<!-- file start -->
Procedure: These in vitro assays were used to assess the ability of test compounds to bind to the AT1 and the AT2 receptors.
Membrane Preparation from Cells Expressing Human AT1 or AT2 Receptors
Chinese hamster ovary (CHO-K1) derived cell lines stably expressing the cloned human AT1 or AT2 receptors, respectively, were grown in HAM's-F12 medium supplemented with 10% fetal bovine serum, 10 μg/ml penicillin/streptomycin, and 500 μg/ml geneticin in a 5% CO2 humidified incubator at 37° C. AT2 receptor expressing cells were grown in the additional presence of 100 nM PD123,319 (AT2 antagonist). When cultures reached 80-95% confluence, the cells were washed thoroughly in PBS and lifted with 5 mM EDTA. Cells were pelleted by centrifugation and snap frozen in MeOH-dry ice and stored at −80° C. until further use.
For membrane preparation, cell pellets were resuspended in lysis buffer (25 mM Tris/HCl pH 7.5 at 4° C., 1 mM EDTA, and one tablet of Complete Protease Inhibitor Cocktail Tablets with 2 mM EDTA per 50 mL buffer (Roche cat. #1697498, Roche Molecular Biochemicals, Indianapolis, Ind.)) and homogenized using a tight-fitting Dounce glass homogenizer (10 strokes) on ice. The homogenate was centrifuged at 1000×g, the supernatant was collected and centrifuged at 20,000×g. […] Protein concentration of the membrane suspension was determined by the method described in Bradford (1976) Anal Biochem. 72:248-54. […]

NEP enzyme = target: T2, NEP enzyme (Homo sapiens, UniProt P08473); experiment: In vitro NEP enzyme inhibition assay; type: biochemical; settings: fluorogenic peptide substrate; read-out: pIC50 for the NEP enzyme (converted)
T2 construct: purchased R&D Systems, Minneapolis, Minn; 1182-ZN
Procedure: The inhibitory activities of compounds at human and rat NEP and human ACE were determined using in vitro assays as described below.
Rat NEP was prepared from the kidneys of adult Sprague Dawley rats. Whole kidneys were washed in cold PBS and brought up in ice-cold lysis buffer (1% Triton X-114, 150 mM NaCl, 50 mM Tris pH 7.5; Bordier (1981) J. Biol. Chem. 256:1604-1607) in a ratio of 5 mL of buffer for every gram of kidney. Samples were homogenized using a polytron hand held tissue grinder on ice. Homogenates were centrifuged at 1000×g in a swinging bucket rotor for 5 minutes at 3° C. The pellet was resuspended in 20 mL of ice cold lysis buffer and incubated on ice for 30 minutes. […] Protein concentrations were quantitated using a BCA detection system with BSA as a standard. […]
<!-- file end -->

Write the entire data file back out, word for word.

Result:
Procedure: These in vitro assays were used to assess the ability of test compounds to bind to the AT1 and the AT2 receptors.
Membrane Preparation from Cells Expressing Human AT1 or AT2 Receptors
Chinese hamster ovary (CHO-K1) derived cell lines stably expressing the cloned human AT1 or AT2 receptors, respectively, were grown in HAM's-F12 medium supplemented with 10% fetal bovine serum, 10 μg/ml penicillin/streptomycin, and 500 μg/ml geneticin in a 5% CO2 humidified incubator at 37° C. AT2 receptor expressing cells were grown in the additional presence of 100 nM PD123,319 (AT2 antagonist). When cultures reached 80-95% confluence, the cells were washed thoroughly in PBS and lifted with 5 mM EDTA. Cells were pelleted by centrifugation and snap frozen in MeOH-dry ice and stored at −80° C. until further use.
For membrane preparation, cell pellets were resuspended in lysis buffer (25 mM Tris/HCl pH 7.5 at 4° C., 1 mM EDTA, and one tablet of Complete Protease Inhibitor Cocktail Tablets with 2 mM EDTA per 50 mL buffer (Roche cat. #1697498, Roche Molecular Biochemicals, Indianapolis, Ind.)) and homogenized using a tight-fitting Dounce glass homogenizer (10 strokes) on ice. The homogenate was centrifuged at 1000×g, the supernatant was collected and centrifuged at 20,000×g. […] Protein concentration of the membrane suspension was determined by the method described in Bradford (1976) Anal Biochem. 72:248-54. […]

NEP enzyme = target: T2, NEP enzyme (Homo sapiens, UniProt P08473); experiment: In vitro NEP enzyme inhibition assay; type: biochemical; settings: fluorogenic peptide substrate; read-out: pIC50 for the NEP enzyme (converted)
T2 construct: purchased R&D Systems, Minneapolis, Minn; 1182-ZN
Procedure: The inhibitory activities of compounds at human and rat NEP and human ACE were determined using in vitro assays as described below.
Rat NEP was prepared from the kidneys of adult Sprague Dawley rats. Whole kidneys were washed in cold PBS and brought up in ice-cold lysis buffer (1% Triton X-114, 150 mM NaCl, 50 mM Tris pH 7.5; Bordier (1981) J. Biol. Chem. 256:1604-1607) in a ratio of 5 mL of buffer for every gram of kidney. Samples were homogenized using a polytron hand held tissue grinder on ice. Homogenates were centrifuged at 1000×g in a swinging bucket rotor for 5 minutes at 3° C. The pellet was resuspended in 20 mL of ice cold lysis buffer and incubated on ice for 30 minutes. […] Protein concentrations were quantitated using a BCA detection system with BSA as a standard. […]